Retail briefing: Amazon makes private-label push for holidays

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For Amazon, this year’s Black Friday-Cyber Monday is all about itself.

The company is using one of the biggest shopping weekends of the year to push sales on its own private label brands — all 130 brands, which run the gamut from apparel to home furnishings. (They also include Amazon devices, like Kindle and the Echo portfolio.)

Last year, Amazon used the holiday period in December to focus on private-label fashion brands, including Lark & Ro, The Lovely Tote and The Fix. It also launched three activewear labels in the same time: Peak Velocity, Rebel Canyon and Goodsport. This year, there’s more activity beyond apparel, with focus extending to home goods brands like Rivet and Stone.

“Amazon’s areas of focus is a precursor to what we can expect in 2019,” said Gartner L2 associate director Oweise Khazi. “Discounting in fashion was table stakes on the platform,” but the additional discounting across the board indicates what areas Amazon wants to disrupt, said Khazi.

Amazon’s push into private label has been one of the more aggressive moves this year. Because Amazon has massive customer data as well as control over everything from how it chooses to advertise others’ products versus its own — plus its innate scale — means its push of private label is a much bigger threat. It also can be tricky: For non-Amazon brands that are selling wholesale to Amazon, they now find themselves in the position of competing against the home team, which is also doing major discounting.

Amazon is the undoubted king of this year’s shopping bonanza. Gordon Haskett analyst Chuck Grom said Sunday evening that nearly 65 percent of shoppers expect to shop at, with 44 percent expected to shop at Walmart and  — Shareen Pathak

This week in DTC
Need another sign that digitally native, direct-to-consumer brands are basically starting to look like every other brand out there? Here’s one: They are beginning to spend media dollars on TV. From Everlane to Allbirds, these Instagram-born brands are appearing during network TV. Now, TV companies are noticing — NBCUniversal’s set up a new offering specifically to court these brands.

By the Numbers: Sign Amazon is taking over the world
Market share of online revenue, week before Thanksgiving:
Amazon: 73.8 percent
Walmart: 9.4 percent
Target: 5.3 percent 0.1 percent
Best Buy: 11.4 percent

Chart of the week
2019 is poised to be a happy year for Amazon and Instagram, according to a survey of media buyers by Digiday. In a November 2018 survey of 469 media buyers from Digiday+’s propriety research panel of media and advertising executives, 79 percent say they plan to increase their spending on Instagram in 2019, and 73 percent expect the same for Amazon.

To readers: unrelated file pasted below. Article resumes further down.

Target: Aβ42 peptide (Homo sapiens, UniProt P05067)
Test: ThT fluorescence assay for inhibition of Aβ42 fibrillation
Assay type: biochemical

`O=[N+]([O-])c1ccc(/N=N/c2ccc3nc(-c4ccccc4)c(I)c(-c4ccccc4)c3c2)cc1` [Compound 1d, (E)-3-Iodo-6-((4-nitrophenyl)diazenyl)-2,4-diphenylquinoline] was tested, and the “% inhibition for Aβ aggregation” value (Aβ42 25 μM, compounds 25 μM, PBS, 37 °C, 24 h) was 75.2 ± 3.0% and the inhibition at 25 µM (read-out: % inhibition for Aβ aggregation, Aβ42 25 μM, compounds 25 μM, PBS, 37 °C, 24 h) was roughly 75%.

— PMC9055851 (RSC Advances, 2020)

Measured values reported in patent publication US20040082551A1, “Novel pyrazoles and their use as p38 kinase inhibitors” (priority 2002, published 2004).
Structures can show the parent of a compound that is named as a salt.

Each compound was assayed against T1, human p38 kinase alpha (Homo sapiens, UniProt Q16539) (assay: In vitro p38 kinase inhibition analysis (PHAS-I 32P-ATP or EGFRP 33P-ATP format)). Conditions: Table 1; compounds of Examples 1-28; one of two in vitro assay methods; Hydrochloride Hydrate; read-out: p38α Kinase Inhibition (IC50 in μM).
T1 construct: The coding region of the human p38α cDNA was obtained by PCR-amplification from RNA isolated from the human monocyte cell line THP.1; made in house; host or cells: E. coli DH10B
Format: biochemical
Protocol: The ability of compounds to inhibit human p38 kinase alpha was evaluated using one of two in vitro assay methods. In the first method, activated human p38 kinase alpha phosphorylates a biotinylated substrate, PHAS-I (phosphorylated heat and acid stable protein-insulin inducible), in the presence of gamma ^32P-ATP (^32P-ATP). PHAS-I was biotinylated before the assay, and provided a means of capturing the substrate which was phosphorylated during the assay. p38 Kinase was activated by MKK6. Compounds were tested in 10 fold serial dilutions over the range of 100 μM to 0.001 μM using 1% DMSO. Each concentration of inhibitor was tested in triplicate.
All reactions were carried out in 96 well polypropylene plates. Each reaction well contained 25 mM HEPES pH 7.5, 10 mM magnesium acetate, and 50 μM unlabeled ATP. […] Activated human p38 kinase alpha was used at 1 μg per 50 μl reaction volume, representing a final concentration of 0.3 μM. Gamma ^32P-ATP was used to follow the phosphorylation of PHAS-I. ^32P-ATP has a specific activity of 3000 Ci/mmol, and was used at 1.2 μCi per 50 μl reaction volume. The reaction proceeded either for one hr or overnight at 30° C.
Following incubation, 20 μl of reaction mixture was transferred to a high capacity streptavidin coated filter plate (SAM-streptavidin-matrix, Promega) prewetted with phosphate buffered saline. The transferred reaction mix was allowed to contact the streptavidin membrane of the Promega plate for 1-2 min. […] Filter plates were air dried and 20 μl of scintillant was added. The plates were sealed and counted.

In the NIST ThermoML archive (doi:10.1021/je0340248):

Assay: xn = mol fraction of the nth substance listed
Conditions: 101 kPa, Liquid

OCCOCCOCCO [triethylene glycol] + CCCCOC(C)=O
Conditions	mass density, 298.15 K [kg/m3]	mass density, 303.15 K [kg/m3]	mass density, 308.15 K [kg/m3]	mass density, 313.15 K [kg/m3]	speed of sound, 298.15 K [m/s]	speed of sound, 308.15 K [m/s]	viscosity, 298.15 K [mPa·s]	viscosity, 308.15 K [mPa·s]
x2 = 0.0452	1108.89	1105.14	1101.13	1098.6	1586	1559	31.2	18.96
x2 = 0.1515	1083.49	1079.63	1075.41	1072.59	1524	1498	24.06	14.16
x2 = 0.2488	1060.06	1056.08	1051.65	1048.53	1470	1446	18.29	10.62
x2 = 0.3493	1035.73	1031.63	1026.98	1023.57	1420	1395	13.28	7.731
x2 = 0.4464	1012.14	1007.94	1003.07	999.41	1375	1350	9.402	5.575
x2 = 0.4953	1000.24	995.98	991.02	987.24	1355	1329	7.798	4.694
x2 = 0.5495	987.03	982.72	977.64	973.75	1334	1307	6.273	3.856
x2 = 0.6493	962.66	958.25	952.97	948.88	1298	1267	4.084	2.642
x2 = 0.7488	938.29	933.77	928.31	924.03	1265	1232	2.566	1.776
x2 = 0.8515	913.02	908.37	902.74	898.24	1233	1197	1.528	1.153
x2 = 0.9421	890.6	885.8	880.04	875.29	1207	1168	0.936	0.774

Don’t forget Shopify
It’s not all about Amazon. Shopify, the $17 billion e-commerce platform responsible for operating dozens of direct-to-consumer sites, is becoming more vocal about the role it plays in driving holiday sales to brand dot-coms. Over the weekend’s high-traffic shopping days, Shopify’s more than 600,000 merchants, which are about 75 percent small businesses and direct-to-consumer brands, managed to steal some market share from big third-party retail platforms by offering perks like free shipping and discounts. According to Shopify, it was a record-breaking sales year for the holiday weekend. On Black Friday, Shopify merchants drove $573 million in sales, a figure that surpassed 2017’s total by early afternoon. At its peak, Black Friday sales reached $37 million per hour, and $870,000 per minute. — Hilary Milnes

What we covered
Amazon’s move to New York is an indication of how serious the company may be about its burgeoning ads business — and may lead to a new talent crisis for agencies.

  • Agencies should worry that there will be significant talent flowing to HQ2
  • The move to NYC means Amazon will be closer to the theoretical Madison Avenue — from whom it wants to get a bigger share of budgets next year
  • Read more on Digiday.

To win over potential young customers, Walmart is getting creative.

  • The company has launched a site that helps kids learn about their toys and add them to wish lists
  • This also helps the retailer learn more about how kids play with its products
  • Read more on Digiday

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